Alina Frolova, Deputy Minister of Defense of Ukraine (2019–2020) and Deputy Chair of the Board of the Center for Defense Strategies, Media Center Ukraine — Ukrinform
April 13, 2023, 13:29

Russia is a clear threat to all Black Sea countries –  Alina Frolova

The situation in the Black Sea today is complicated, as Russia threatens all Black Sea countries.

It was emphasized by Alina Frolova, Deputy Minister of Defense of Ukraine (2019–2020) and Deputy Chair of the Board of the Center for Defense Strategies, during a presentation at the Media Center Ukraine — Ukrinform. 

“The situation is tough as there are only two major powers in the Black Sea – Russia and Turkey. Russia is an obvious threat to all Black Sea countries, so we can consider it a hostile power. Unfortunately, the rest of the Black Sea countries, except Turkey, do not have sufficient capabilities to deter Russia,” she said.

She is convinced that today Ukraine needs to work together more closely with Turkey to strengthen its position not only in supporting Ukraine with weapons but also in developing a tougher stance of Turkey towards Russia in the Black Sea. Cooperation with Romania, Bulgaria, and Georgia is also essential to formulate and strengthen common goals.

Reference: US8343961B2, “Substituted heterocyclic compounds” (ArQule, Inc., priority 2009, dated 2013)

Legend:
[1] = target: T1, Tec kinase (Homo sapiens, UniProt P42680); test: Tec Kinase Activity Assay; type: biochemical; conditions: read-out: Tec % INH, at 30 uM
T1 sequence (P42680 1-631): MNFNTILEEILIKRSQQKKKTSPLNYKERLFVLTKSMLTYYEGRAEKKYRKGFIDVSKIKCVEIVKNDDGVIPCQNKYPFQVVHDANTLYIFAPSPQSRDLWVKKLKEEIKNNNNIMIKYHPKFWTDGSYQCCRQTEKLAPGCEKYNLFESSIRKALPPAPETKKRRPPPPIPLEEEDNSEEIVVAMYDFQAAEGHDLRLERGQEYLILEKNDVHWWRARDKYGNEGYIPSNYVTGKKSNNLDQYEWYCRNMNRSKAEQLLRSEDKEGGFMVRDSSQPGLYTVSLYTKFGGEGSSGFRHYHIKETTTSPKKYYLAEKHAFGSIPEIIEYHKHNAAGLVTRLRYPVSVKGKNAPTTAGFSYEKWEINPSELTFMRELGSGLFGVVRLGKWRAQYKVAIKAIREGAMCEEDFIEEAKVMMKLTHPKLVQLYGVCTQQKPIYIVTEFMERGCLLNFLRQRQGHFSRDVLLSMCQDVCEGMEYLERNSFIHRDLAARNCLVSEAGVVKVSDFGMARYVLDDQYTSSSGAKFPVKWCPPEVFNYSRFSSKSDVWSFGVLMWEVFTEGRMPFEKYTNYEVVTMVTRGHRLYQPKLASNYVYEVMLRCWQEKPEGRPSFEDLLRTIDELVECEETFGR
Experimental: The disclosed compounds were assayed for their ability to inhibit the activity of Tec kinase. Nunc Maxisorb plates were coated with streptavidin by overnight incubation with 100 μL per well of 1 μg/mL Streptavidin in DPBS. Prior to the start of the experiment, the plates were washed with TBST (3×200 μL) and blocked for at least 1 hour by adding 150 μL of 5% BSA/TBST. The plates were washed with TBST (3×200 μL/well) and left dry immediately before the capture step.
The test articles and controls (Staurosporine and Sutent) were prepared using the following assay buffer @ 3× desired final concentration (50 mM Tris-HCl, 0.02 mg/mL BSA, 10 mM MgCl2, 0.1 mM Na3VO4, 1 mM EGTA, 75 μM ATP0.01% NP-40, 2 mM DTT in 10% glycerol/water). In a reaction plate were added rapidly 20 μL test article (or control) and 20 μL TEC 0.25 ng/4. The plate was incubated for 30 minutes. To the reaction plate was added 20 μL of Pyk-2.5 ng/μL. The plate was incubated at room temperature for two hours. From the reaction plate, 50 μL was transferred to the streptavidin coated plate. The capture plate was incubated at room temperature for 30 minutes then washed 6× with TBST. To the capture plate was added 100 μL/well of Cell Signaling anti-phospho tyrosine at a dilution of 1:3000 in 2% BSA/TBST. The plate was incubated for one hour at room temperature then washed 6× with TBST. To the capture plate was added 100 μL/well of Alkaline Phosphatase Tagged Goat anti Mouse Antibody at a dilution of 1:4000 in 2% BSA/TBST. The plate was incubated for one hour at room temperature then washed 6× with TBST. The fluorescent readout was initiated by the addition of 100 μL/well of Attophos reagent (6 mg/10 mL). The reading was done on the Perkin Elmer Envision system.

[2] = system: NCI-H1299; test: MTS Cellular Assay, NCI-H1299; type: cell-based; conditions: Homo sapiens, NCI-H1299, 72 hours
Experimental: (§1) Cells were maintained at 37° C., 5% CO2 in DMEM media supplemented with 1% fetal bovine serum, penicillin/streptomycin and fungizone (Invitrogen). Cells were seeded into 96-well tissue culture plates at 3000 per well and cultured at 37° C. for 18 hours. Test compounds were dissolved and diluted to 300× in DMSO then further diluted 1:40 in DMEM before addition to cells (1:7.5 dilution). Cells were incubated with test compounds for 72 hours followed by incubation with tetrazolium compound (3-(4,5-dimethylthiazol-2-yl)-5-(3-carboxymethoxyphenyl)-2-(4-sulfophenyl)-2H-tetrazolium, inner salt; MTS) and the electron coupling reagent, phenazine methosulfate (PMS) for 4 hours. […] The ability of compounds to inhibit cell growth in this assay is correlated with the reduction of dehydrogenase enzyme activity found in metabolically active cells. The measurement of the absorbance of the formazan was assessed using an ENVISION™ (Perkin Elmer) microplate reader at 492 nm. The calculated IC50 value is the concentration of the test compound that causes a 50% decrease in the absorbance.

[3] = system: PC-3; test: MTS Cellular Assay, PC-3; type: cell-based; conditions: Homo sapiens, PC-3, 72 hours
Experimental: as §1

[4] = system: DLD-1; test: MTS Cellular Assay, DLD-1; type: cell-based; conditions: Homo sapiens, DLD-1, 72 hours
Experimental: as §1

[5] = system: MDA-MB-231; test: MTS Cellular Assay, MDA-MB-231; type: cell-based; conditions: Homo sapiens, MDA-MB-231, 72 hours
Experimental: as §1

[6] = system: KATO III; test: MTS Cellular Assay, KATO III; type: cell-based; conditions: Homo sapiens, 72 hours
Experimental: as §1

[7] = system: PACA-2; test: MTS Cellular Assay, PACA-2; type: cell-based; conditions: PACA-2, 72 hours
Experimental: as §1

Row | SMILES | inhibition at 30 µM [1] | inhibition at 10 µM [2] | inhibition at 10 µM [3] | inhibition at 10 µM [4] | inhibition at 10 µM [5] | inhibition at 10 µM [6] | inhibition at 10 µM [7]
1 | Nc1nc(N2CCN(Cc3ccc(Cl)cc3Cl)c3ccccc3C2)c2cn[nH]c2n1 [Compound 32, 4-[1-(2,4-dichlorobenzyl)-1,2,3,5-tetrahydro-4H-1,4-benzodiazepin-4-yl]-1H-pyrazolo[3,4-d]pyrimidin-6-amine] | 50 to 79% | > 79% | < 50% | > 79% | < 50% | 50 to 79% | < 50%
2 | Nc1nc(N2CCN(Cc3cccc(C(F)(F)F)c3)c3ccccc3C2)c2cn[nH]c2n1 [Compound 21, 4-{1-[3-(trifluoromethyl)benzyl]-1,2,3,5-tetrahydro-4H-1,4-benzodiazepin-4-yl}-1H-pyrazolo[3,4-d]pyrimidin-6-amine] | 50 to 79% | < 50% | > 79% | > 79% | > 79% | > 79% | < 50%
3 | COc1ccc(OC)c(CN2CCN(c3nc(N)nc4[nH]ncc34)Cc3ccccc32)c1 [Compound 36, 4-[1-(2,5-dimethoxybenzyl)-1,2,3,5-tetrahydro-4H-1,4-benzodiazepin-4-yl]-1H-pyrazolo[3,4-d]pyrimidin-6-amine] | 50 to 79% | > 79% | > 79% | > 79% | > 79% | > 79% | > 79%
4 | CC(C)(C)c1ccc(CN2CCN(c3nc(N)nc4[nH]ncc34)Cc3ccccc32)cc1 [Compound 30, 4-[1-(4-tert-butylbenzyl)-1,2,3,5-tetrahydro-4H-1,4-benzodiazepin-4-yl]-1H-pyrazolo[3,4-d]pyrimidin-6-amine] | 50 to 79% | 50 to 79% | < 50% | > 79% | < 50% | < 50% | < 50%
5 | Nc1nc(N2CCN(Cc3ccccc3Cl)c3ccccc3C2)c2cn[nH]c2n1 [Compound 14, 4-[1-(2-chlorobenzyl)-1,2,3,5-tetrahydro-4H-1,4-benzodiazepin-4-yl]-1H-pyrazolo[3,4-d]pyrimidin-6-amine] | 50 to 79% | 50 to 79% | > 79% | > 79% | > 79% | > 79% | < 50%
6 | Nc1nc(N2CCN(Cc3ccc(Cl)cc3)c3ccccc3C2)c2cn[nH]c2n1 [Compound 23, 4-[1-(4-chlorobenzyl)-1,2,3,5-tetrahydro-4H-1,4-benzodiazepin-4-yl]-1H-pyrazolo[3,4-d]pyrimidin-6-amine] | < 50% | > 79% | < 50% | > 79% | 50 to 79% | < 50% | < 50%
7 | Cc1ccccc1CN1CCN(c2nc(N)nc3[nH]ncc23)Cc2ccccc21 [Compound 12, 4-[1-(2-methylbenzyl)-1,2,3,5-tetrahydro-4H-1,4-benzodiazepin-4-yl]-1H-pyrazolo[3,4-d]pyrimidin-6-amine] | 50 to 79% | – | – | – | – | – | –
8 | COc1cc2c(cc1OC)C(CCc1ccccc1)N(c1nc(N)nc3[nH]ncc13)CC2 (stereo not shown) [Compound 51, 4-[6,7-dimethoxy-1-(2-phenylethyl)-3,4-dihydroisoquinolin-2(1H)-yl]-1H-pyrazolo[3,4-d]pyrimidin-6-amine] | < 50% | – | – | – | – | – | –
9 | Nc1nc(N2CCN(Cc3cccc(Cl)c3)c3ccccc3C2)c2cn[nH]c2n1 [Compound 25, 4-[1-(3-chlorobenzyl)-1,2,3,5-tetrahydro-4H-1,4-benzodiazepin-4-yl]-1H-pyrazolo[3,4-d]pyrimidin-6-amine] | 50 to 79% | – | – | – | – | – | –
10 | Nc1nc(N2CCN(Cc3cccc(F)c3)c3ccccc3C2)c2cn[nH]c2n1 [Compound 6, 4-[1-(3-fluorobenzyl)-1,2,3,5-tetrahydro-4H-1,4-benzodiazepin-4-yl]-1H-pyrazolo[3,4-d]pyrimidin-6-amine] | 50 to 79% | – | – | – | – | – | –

Alina Frolova noted that in supporting the Ukrainian Navy in the current situation, “we would like to count on our NATO partners, among others.”

“Romania, Bulgaria, and Turkey are NATO countries. Thus, NATO can strengthen its defense and protection capabilities. We also see that we can form additional missions involving additional players. For example, Norway, Sweden, Denmark, and the Baltic countries, are well known of the threat posed by Russia, and can provide its naval capabilities, following situational awareness capabilities and thus strengthen the activity of the Black Sea maritime states,” she added.

In addition, Alina Frolova is convinced that in order to maintain a balance in the Black Sea in the coming decades, the presence of global leaders is required.

“Ukraine can be a leader in the process in terms of the ideological component and in terms of the fact that we are committed to liberating Crimea and making it a safer place. But in the future, in order to maintain the balance of power in the Black Sea in the coming years in coming decades, we need a greater presence of global leaders. Such as the United Kingdom and the United States. Strengthening the role of NATO, as well as joining forces with other democratic Black Sea countries.”

Read more: